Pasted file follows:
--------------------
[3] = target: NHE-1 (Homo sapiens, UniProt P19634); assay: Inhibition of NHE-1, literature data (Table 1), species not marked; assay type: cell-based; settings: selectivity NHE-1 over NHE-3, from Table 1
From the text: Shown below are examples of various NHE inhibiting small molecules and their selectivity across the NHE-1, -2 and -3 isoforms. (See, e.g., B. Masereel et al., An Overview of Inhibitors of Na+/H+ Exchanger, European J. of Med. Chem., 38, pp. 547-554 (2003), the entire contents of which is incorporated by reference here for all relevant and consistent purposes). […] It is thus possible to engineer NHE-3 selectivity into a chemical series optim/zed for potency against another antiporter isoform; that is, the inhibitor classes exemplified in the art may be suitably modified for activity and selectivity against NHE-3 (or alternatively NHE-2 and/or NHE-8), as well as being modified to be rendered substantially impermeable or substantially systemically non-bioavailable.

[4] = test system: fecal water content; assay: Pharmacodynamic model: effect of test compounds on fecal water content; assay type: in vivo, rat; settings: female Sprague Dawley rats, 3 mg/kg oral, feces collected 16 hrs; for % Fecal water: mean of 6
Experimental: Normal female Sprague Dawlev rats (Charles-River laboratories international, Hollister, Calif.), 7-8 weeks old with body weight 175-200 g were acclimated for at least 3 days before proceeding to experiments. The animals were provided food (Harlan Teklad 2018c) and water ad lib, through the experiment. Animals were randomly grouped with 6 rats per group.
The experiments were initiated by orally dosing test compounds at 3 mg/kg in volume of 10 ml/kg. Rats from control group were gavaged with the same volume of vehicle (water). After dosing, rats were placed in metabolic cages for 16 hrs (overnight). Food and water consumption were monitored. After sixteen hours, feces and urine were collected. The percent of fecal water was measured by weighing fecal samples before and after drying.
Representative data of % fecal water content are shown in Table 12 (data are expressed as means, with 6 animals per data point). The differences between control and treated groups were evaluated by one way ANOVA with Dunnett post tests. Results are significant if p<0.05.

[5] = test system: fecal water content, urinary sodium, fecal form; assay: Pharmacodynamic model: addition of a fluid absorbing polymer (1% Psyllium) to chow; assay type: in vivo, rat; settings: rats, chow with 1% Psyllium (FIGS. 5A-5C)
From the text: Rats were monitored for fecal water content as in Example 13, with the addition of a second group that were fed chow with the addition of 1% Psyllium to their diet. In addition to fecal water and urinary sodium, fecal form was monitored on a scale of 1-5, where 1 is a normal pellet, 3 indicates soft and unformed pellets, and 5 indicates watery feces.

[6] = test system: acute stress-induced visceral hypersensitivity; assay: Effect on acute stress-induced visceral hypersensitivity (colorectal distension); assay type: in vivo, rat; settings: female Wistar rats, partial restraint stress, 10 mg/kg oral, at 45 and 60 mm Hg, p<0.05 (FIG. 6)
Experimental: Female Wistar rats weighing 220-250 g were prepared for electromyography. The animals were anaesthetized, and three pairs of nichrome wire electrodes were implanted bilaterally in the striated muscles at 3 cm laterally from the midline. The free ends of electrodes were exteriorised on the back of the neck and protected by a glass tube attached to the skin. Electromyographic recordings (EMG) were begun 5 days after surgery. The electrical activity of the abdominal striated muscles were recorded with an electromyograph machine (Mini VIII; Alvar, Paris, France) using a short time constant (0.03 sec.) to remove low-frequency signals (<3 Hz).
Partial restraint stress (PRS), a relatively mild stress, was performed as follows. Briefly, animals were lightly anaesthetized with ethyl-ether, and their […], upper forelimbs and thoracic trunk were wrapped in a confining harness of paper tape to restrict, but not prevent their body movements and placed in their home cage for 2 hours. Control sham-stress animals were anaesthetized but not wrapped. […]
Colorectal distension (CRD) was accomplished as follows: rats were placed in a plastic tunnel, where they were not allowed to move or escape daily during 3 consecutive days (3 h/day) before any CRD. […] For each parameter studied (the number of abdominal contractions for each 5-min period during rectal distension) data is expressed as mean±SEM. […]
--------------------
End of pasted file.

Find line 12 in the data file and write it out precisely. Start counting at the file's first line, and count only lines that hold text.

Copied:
Colorectal distension (CRD) was accomplished as follows: rats were placed in a plastic tunnel, where they were not allowed to move or escape daily during 3 consecutive days (3 h/day) before any CRD. […] For each parameter studied (the number of abdominal contractions for each 5-min period during rectal distension) data is expressed as mean±SEM. […]